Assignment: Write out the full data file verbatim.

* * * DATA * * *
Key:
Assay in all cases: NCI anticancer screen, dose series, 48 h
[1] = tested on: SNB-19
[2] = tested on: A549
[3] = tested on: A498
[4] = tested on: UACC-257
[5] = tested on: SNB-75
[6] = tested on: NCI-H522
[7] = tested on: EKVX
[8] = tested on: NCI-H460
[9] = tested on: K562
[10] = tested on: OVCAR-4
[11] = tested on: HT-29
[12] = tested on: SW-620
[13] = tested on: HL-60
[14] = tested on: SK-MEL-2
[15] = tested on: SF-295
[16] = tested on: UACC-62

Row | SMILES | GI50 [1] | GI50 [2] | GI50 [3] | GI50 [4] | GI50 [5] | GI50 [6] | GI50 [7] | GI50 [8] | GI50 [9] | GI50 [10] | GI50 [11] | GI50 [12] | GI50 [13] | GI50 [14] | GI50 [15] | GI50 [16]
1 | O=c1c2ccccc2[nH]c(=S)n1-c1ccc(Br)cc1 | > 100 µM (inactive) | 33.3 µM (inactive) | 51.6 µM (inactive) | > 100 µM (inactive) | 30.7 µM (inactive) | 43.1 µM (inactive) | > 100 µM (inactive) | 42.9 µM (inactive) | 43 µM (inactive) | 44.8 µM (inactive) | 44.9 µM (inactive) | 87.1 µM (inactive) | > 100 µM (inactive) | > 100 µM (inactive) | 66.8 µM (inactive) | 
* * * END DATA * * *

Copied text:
Key:
Assay in all cases: NCI anticancer screen, dose series, 48 h
[1] = tested on: SNB-19
[2] = tested on: A549
[3] = tested on: A498
[4] = tested on: UACC-257
[5] = tested on: SNB-75
[6] = tested on: NCI-H522
[7] = tested on: EKVX
[8] = tested on: NCI-H460
[9] = tested on: K562
[10] = tested on: OVCAR-4
[11] = tested on: HT-29
[12] = tested on: SW-620
[13] = tested on: HL-60
[14] = tested on: SK-MEL-2
[15] = tested on: SF-295
[16] = tested on: UACC-62

Row | SMILES | GI50 [1] | GI50 [2] | GI50 [3] | GI50 [4] | GI50 [5] | GI50 [6] | GI50 [7] | GI50 [8] | GI50 [9] | GI50 [10] | GI50 [11] | GI50 [12] | GI50 [13] | GI50 [14] | GI50 [15] | GI50 [16]
1 | O=c1c2ccccc2[nH]c(=S)n1-c1ccc(Br)cc1 | > 100 µM (inactive) | 33.3 µM (inactive) | 51.6 µM (inactive) | > 100 µM (inactive) | 30.7 µM (inactive) | 43.1 µM (inactive) | > 100 µM (inactive) | 42.9 µM (inactive) | 43 µM (inactive) | 44.8 µM (inactive) | 44.9 µM (inactive) | 87.1 µM (inactive) | > 100 µM (inactive) | > 100 µM (inactive) | 66.8 µM (inactive) | 